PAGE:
Game-changing ventilation technology for low energy houses. Saves €500/annum in a 200m2 house, paying for itself in 4 years. Available Feb 2014.
- World's most efficient HRV (heat recovery ventilation).
- No ducts anymore.
- No filters anymore.
- Fans automatically speed-up or slow-down depending on indoor air quality.
- 95% lower running costs than always on ducted HRV.
- 50% lower ventilation heat losses than ducted HRV, only occupied areas are ventilated.
- 4 year payback compared with 40 years for a ducted system.
- CO2, Humidity monitors and automatic balancing fitted as standard.
- Fits discreetly into the external wall creating zones within the house with external air quality.
- 4.2W/l/sec fan consumption puts it on top of the SAP list.
- Very quiet - 25dB @50m3/hr and 30dB @100m3/hr.
- Uses the world's best fine-wire heat exchanger, it's 15 times more efficient than a plate heat exchanger.
- The fans constantly adjust to maintain equal airflows through the heat exchanger improving efficiency by 10%.
- The smart siphon system automatically dumps condensation water externally without freezing.
A 200m2 Passive House without HRV has 5,500kWh ventilation losses, always on ducted HRV reduces these losses by 3,500kWh, costs €96/annum to run and €60/annum for filters. This leaves €200/annum savings to pay back the €5,000 capital cost plus mortgage interest leaving a payback of 40 years. It probably needs replacing every 25 years!. 2 Breathing Windows in the 200m2 house reduce the ventilation losses from 5,500kWh/annum to 500kWh/annum because unoccupied areas aren't ventilated, because they're always balanced and because the powerful heat exchanger is 16 times more efficient. There's no filters and the combined running costs of 2 units is €5/annum. This leaves €500/annum savings to pay back the €2,000 capital costs leaving a payback on investment of 4 years.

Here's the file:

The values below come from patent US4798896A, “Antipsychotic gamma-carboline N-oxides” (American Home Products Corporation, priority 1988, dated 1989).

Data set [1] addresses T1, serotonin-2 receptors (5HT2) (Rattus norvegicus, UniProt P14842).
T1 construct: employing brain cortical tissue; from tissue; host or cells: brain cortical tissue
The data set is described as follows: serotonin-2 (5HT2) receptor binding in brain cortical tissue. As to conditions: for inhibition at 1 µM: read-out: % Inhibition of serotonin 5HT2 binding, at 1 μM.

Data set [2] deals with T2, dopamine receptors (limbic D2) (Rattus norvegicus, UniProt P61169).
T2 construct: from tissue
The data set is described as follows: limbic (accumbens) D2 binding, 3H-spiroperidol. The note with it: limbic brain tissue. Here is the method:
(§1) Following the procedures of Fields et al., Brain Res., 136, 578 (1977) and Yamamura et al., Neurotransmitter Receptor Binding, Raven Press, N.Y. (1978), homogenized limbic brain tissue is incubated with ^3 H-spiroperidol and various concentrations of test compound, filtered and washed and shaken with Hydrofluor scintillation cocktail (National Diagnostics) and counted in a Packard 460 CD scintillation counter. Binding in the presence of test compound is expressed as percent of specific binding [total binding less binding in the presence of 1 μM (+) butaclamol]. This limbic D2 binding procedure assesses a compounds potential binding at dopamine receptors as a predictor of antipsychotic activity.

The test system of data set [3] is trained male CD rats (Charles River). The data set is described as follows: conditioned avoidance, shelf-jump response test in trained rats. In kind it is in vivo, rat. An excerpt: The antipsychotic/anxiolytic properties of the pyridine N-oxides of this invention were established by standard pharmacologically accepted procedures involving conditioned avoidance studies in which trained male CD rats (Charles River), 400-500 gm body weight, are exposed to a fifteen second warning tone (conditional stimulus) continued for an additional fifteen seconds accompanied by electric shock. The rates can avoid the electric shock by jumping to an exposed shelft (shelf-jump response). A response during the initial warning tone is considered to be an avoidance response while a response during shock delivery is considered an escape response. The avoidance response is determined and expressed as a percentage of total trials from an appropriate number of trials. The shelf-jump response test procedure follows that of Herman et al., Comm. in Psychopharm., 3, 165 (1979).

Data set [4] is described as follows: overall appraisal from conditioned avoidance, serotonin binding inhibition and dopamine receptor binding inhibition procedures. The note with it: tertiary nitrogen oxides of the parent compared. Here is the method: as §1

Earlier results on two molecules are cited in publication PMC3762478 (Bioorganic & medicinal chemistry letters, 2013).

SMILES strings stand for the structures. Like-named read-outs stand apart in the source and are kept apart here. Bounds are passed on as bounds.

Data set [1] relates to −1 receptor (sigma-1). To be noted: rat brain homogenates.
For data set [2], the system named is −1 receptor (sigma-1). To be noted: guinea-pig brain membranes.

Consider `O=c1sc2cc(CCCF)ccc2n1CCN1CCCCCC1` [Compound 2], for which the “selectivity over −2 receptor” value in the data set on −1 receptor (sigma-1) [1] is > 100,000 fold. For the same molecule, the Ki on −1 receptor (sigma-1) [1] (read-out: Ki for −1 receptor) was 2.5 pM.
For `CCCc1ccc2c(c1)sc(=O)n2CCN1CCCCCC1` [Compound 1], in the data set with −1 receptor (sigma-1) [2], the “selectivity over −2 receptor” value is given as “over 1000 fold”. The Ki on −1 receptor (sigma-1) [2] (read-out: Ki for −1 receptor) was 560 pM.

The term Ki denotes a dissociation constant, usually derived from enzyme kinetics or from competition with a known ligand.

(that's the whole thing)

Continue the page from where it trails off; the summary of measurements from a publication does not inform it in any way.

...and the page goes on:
Jon Kristinsson and Eur Van Andel invented the Breathing Window in the early 90's, Jon also built the world's first 185 Rotterdam Passive Houses in 1980 with the world's first HRV and insulated foundations, 12 years before Wolfgang Feist. Jon measuring these 185 Passive Houses for 5 years and realised that "the heat-loss from the houses was equal to the heat-loss through ventilation", to reduce this he spent 10 years searching for the best heat exchanger in the world and eventually found the fine wire heat exchanger in the Van Andel workshop, 40km from where he lived. Passive House's normally have ventilation heat losses of 15kWh/m2.annum, the Breathing Window reduces ventilation running and heat-loss costs by 10kWh/m2.annum, so Jon has achieved his goal!
Intelligent controls with CO2 and humidity monitors continually balance fan speed for optimum efficiency, compensating for wind speed and air quality, this improves the heat exchange efficiency by a further 10%. (In a Canadian ducted HRV field study, 46% had unbalanced supply and exhaust air flows), so the BW only starts when stale or humid air is detected, this ensures optimum air quality and eliminates unnecessary ventilation heat losses.
Centralised HRV systems use filters to reduce dust and grime building up in ducts, but often the pipes between the filter and the room remain dirty! (In a UK study only 10% of HRV owners changed filters, a Dutch Health Dept HRV spot check showed 52% had dirty filters).
The BW combines the best heat exchanger in the world, with the most efficient EC fans in the world, with intelligent controls that constantly adjusts fan speeds, add in its ability to only ventilate occupied areas and it becomes something remarkable.